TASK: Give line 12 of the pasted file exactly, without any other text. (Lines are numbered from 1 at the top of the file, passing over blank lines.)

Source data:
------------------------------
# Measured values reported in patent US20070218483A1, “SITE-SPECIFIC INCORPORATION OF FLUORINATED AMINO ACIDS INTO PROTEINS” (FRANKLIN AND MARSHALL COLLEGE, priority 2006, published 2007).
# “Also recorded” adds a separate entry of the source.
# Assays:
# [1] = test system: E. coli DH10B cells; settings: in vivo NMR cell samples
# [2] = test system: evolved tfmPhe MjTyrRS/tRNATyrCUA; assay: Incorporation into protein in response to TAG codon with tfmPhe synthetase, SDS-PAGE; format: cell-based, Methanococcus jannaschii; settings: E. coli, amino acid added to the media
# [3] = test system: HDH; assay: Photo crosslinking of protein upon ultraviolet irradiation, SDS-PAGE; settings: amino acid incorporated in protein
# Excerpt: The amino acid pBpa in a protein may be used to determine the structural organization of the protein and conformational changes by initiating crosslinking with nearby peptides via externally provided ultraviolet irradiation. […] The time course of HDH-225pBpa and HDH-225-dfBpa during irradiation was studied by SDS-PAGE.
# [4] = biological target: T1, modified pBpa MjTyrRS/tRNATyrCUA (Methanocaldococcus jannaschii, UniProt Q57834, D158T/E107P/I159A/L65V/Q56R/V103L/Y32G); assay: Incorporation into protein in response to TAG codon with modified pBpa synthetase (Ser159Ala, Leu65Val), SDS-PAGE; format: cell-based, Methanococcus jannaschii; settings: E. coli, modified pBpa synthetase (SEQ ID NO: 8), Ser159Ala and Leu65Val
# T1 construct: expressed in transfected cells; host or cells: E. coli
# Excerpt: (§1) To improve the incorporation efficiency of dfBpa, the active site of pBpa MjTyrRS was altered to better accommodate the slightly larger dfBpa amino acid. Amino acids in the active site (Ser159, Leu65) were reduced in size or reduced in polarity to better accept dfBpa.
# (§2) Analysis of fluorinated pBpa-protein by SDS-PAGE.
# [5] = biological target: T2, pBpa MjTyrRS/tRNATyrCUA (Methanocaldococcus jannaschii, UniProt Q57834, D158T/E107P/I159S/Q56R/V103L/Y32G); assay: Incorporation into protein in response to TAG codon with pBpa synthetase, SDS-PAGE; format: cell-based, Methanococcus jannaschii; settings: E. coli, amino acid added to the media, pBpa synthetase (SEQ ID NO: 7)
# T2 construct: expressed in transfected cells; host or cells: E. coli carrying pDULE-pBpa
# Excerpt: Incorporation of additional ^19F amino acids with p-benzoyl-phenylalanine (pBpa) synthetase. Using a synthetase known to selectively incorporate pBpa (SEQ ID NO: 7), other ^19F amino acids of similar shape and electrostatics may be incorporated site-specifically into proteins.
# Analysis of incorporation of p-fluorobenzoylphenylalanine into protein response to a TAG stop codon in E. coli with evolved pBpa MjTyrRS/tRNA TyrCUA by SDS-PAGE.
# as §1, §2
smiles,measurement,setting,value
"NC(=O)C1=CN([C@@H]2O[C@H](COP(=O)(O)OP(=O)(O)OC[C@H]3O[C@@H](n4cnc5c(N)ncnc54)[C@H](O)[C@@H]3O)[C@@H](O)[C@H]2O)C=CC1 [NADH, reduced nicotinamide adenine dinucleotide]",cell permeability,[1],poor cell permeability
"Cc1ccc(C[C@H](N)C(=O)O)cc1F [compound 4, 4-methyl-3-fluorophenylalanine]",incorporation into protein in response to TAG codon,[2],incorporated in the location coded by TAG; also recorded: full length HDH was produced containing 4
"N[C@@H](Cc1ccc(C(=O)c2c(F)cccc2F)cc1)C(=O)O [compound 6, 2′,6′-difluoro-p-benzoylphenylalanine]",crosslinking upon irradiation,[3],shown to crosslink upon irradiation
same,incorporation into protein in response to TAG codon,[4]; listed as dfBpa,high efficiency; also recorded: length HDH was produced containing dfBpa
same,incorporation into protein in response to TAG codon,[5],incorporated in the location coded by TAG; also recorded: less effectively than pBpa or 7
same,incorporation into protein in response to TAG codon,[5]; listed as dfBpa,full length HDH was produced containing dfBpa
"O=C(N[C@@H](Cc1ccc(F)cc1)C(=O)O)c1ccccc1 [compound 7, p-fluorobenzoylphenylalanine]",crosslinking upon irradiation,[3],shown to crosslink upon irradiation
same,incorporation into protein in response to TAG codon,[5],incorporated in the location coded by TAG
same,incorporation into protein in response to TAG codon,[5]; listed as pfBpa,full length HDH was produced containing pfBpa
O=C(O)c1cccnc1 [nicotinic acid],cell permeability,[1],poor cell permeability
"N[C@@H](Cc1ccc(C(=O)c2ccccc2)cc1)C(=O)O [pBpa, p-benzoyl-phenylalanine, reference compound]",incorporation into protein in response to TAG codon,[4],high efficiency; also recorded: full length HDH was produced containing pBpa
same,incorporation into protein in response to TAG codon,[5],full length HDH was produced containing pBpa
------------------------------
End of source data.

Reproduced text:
# [5] = biological target: T2, pBpa MjTyrRS/tRNATyrCUA (Methanocaldococcus jannaschii, UniProt Q57834, D158T/E107P/I159S/Q56R/V103L/Y32G); assay: Incorporation into protein in response to TAG codon with pBpa synthetase, SDS-PAGE; format: cell-based, Methanococcus jannaschii; settings: E. coli, amino acid added to the media, pBpa synthetase (SEQ ID NO: 7)